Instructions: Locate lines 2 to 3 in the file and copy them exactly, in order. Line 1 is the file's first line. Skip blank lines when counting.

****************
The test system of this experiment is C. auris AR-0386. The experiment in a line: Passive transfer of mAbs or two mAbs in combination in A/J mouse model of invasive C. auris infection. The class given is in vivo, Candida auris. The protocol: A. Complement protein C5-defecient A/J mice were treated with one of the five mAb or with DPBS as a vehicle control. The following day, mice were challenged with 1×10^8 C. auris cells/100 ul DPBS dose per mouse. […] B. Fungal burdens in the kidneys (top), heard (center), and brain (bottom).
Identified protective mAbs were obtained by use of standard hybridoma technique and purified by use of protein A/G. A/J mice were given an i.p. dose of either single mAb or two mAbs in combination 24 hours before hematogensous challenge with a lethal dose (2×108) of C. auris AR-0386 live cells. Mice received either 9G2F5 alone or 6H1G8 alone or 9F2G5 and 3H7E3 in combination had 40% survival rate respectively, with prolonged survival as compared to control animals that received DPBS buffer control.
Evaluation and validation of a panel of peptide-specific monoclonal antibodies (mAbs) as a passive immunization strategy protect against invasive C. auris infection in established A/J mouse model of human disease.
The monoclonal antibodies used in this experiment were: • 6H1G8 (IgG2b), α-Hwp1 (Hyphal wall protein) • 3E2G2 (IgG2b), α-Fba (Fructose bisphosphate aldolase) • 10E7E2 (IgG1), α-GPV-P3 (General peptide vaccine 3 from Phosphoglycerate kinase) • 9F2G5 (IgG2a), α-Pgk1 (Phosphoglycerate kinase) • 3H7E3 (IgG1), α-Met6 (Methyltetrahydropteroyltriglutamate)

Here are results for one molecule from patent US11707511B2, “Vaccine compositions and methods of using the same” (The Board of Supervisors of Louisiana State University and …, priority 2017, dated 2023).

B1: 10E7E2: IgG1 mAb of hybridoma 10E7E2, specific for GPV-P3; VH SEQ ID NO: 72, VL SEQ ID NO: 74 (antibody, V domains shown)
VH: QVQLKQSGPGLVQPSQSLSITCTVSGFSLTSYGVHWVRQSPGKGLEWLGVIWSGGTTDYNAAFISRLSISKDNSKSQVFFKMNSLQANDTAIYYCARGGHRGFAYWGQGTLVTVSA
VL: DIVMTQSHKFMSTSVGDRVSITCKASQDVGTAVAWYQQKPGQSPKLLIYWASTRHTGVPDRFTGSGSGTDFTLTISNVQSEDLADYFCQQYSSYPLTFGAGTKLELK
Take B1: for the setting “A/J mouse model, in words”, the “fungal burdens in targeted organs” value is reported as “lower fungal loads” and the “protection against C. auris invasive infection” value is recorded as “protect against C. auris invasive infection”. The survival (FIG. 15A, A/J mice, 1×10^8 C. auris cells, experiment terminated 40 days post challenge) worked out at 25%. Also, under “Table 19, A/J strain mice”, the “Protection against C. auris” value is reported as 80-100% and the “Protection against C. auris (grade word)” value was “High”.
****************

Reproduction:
Identified protective mAbs were obtained by use of standard hybridoma technique and purified by use of protein A/G. A/J mice were given an i.p. dose of either single mAb or two mAbs in combination 24 hours before hematogensous challenge with a lethal dose (2×108) of C. auris AR-0386 live cells. Mice received either 9G2F5 alone or 6H1G8 alone or 9F2G5 and 3H7E3 in combination had 40% survival rate respectively, with prolonged survival as compared to control animals that received DPBS buffer control.
Evaluation and validation of a panel of peptide-specific monoclonal antibodies (mAbs) as a passive immunization strategy protect against invasive C. auris infection in established A/J mouse model of human disease.